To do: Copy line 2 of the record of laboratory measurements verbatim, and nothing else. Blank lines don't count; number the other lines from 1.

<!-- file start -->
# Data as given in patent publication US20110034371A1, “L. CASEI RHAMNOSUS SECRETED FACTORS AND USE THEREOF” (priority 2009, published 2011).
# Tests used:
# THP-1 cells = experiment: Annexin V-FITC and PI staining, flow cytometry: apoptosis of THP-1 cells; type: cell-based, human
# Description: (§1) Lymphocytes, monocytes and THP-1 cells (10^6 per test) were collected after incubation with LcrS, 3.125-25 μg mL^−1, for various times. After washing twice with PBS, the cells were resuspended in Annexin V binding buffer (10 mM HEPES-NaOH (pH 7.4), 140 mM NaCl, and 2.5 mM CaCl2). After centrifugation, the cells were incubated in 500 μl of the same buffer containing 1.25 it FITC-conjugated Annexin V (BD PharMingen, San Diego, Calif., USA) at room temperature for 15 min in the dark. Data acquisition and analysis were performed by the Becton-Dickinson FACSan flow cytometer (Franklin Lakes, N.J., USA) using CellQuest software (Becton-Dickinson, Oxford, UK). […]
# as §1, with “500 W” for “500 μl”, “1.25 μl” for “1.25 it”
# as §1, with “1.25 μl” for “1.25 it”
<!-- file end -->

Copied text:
# Tests used: